Friday, January 15, 2016
The Case of Lisandra P. by Helene Gremillon
I received an ARC of this book from the publisher in exchange for a review. This did not effect my opinions of the book or the review itself.
I wanted to like this book so much more than I actually did.
It has a really intriguing premise. The wife of a psychoanalyst is found dead, having fallen (or been pushed) from the window of the home they shared. A patient of the husband takes it upon herself to solve the mystery and free who she believes to be an innocent man.
Where this book went astray for me was, first and foremost, in the formatting. This is an ARC copy, but nonetheless there were so many errors in the formatting it constantly took me out of the story.
Paragraphs would suddenly be broken up by the end of a sentence that began in a different paragraph.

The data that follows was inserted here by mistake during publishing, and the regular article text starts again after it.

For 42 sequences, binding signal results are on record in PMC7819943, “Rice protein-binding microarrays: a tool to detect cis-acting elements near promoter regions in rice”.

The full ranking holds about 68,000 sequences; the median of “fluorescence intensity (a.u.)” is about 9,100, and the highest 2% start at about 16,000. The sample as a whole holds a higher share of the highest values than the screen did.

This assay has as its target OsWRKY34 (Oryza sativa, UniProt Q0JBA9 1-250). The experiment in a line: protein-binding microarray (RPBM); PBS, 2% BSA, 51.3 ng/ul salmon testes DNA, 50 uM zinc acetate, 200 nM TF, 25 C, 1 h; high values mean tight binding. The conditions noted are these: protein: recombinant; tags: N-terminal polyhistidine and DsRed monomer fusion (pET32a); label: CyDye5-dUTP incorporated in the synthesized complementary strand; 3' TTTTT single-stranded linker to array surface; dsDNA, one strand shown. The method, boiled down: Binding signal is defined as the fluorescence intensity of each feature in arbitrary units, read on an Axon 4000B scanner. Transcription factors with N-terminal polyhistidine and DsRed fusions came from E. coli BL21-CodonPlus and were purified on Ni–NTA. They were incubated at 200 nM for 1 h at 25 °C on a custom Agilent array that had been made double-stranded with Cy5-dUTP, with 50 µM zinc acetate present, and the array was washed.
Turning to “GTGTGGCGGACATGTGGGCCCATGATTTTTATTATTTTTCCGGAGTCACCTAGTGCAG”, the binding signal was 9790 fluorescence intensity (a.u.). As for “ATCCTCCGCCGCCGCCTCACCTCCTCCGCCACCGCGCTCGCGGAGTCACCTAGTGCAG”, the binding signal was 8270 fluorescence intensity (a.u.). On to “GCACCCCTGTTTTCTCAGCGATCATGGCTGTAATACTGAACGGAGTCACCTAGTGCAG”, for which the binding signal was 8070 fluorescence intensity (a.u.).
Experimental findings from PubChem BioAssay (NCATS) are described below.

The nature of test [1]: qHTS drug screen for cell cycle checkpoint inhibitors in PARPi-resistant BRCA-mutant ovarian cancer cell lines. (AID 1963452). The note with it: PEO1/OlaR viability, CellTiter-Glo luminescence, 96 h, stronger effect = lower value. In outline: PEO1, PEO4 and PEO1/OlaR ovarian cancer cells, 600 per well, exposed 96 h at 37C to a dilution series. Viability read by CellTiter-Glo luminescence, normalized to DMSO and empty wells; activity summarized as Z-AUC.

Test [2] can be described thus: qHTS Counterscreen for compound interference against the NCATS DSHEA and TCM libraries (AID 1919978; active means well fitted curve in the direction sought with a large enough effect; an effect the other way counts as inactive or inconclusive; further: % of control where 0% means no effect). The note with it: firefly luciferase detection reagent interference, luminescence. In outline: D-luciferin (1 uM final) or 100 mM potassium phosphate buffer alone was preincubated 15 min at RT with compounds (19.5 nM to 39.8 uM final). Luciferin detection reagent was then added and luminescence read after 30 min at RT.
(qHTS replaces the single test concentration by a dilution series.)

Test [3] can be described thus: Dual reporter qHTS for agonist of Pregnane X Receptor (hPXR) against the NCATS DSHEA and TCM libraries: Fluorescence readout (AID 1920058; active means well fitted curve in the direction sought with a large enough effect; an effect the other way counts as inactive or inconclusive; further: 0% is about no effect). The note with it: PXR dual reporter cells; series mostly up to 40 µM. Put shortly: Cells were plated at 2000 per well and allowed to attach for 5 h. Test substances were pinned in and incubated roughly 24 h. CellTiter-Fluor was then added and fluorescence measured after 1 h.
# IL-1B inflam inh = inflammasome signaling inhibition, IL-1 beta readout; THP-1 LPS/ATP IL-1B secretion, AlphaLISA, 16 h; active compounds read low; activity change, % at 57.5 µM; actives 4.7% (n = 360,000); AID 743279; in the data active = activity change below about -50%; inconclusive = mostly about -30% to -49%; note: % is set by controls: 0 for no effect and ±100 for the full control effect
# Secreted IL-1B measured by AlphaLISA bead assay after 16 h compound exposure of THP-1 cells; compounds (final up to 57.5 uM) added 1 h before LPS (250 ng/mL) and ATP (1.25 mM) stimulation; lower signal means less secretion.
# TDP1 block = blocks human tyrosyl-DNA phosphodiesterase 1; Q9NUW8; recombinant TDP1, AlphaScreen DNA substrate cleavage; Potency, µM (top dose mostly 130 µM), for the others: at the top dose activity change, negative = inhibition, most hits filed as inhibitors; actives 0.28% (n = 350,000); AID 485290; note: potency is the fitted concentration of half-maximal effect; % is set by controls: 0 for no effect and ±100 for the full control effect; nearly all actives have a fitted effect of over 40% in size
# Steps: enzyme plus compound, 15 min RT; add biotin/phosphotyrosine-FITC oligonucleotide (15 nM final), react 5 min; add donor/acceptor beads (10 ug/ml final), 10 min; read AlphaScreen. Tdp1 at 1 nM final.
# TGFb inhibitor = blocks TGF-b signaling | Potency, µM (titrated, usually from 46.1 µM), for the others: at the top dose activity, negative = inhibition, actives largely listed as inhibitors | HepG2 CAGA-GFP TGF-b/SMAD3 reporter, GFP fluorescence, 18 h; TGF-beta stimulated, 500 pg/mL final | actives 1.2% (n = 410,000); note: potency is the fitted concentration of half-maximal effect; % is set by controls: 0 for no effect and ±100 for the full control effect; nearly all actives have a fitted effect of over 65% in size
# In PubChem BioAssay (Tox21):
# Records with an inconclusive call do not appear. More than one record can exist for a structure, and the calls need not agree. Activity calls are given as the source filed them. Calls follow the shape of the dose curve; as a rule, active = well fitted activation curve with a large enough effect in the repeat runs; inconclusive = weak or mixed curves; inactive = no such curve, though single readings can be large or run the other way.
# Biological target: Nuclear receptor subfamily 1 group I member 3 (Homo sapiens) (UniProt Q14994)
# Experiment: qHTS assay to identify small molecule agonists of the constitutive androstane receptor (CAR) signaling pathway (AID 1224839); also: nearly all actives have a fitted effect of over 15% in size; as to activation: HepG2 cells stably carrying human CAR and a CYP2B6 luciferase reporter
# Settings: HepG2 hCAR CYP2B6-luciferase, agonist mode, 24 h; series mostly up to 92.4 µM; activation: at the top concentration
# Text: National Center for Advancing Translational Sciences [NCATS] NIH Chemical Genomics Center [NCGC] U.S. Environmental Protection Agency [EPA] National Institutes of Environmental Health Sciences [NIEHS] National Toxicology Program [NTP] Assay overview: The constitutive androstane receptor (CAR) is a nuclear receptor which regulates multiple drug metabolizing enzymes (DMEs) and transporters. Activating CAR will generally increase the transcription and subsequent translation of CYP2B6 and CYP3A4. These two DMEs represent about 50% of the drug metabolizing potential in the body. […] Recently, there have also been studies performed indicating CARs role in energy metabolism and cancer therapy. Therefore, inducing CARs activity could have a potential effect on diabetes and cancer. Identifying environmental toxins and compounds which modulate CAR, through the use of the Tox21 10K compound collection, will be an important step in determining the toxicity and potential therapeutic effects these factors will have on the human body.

The story itself would be written in pages long paragraphs, no indentations, no line breaks, frequently with no identification of who was speaking when, or where in time or space the characters were.
The title and the author's name would randomly appear in the middle of a page nowhere near the front of the book.
I think, at least in my opinion, the author did not know exactly what they were trying to accomplish with this book. Page after page would be filled with philosophical repetitive ramblings on topics such as sex, love, and gender, which would eventually lead my attention to wander. There was subplot after subplot that, with the formatting, ended up being confusing and sometimes tedious.
What the author did right, for me as a reader at least, were the two twists at the end. I was so happy to see the book returning not only to its promised mystery format, but providing me with a surprise that brought me right back into the story. I also felt the author did a good job weaving the heartbreaking history of Argentina's "disappeared" into the story.
Would I recommend this book? Sadly, no. The ending unfortunately could not make up for everything else.